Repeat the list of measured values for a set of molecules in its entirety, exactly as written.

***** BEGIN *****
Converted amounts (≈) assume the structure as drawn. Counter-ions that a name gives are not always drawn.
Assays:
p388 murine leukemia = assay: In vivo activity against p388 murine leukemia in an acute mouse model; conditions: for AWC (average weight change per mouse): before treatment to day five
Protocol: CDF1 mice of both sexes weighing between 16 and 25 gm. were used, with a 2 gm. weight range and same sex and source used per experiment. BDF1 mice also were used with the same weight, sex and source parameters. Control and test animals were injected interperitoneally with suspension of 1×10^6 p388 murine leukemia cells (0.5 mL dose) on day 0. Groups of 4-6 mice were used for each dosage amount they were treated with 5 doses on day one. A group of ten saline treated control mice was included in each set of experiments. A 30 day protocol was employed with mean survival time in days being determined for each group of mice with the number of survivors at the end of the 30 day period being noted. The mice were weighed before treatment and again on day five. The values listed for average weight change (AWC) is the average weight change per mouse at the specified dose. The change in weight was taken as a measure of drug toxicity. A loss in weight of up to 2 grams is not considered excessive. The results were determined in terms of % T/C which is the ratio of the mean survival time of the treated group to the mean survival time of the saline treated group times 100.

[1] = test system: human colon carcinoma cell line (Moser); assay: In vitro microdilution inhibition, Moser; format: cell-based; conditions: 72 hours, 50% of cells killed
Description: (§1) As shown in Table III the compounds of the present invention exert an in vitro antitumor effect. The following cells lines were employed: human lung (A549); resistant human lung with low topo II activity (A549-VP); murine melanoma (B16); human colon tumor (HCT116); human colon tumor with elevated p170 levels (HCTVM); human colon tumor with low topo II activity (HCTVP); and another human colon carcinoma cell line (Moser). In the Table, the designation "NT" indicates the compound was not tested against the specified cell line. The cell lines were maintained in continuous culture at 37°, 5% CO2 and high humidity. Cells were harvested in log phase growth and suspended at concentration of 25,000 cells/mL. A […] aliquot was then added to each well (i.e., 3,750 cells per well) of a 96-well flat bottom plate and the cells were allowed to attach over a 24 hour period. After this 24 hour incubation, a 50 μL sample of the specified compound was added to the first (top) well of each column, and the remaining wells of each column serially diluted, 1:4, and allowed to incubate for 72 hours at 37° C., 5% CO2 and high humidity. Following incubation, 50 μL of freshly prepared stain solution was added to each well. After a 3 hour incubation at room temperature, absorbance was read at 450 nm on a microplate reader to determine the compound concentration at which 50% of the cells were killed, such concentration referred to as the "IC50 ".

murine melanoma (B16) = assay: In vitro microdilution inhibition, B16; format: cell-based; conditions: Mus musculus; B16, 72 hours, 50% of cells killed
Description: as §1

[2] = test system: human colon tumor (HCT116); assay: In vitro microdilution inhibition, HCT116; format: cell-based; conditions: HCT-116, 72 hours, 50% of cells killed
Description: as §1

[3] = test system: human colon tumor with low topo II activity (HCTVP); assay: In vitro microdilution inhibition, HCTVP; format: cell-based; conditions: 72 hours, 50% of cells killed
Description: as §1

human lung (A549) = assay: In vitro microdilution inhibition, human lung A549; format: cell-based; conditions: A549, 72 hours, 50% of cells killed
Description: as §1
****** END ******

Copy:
Converted amounts (≈) assume the structure as drawn. Counter-ions that a name gives are not always drawn.
Assays:
p388 murine leukemia = assay: In vivo activity against p388 murine leukemia in an acute mouse model; conditions: for AWC (average weight change per mouse): before treatment to day five
Protocol: CDF1 mice of both sexes weighing between 16 and 25 gm. were used, with a 2 gm. weight range and same sex and source used per experiment. BDF1 mice also were used with the same weight, sex and source parameters. Control and test animals were injected interperitoneally with suspension of 1×10^6 p388 murine leukemia cells (0.5 mL dose) on day 0. Groups of 4-6 mice were used for each dosage amount they were treated with 5 doses on day one. A group of ten saline treated control mice was included in each set of experiments. A 30 day protocol was employed with mean survival time in days being determined for each group of mice with the number of survivors at the end of the 30 day period being noted. The mice were weighed before treatment and again on day five. The values listed for average weight change (AWC) is the average weight change per mouse at the specified dose. The change in weight was taken as a measure of drug toxicity. A loss in weight of up to 2 grams is not considered excessive. The results were determined in terms of % T/C which is the ratio of the mean survival time of the treated group to the mean survival time of the saline treated group times 100.

[1] = test system: human colon carcinoma cell line (Moser); assay: In vitro microdilution inhibition, Moser; format: cell-based; conditions: 72 hours, 50% of cells killed
Description: (§1) As shown in Table III the compounds of the present invention exert an in vitro antitumor effect. The following cells lines were employed: human lung (A549); resistant human lung with low topo II activity (A549-VP); murine melanoma (B16); human colon tumor (HCT116); human colon tumor with elevated p170 levels (HCTVM); human colon tumor with low topo II activity (HCTVP); and another human colon carcinoma cell line (Moser). In the Table, the designation "NT" indicates the compound was not tested against the specified cell line. The cell lines were maintained in continuous culture at 37°, 5% CO2 and high humidity. Cells were harvested in log phase growth and suspended at concentration of 25,000 cells/mL. A […] aliquot was then added to each well (i.e., 3,750 cells per well) of a 96-well flat bottom plate and the cells were allowed to attach over a 24 hour period. After this 24 hour incubation, a 50 μL sample of the specified compound was added to the first (top) well of each column, and the remaining wells of each column serially diluted, 1:4, and allowed to incubate for 72 hours at 37° C., 5% CO2 and high humidity. Following incubation, 50 μL of freshly prepared stain solution was added to each well. After a 3 hour incubation at room temperature, absorbance was read at 450 nm on a microplate reader to determine the compound concentration at which 50% of the cells were killed, such concentration referred to as the "IC50 ".

murine melanoma (B16) = assay: In vitro microdilution inhibition, B16; format: cell-based; conditions: Mus musculus; B16, 72 hours, 50% of cells killed
Description: as §1

[2] = test system: human colon tumor (HCT116); assay: In vitro microdilution inhibition, HCT116; format: cell-based; conditions: HCT-116, 72 hours, 50% of cells killed
Description: as §1

[3] = test system: human colon tumor with low topo II activity (HCTVP); assay: In vitro microdilution inhibition, HCTVP; format: cell-based; conditions: 72 hours, 50% of cells killed
Description: as §1

human lung (A549) = assay: In vitro microdilution inhibition, human lung A549; format: cell-based; conditions: A549, 72 hours, 50% of cells killed
Description: as §1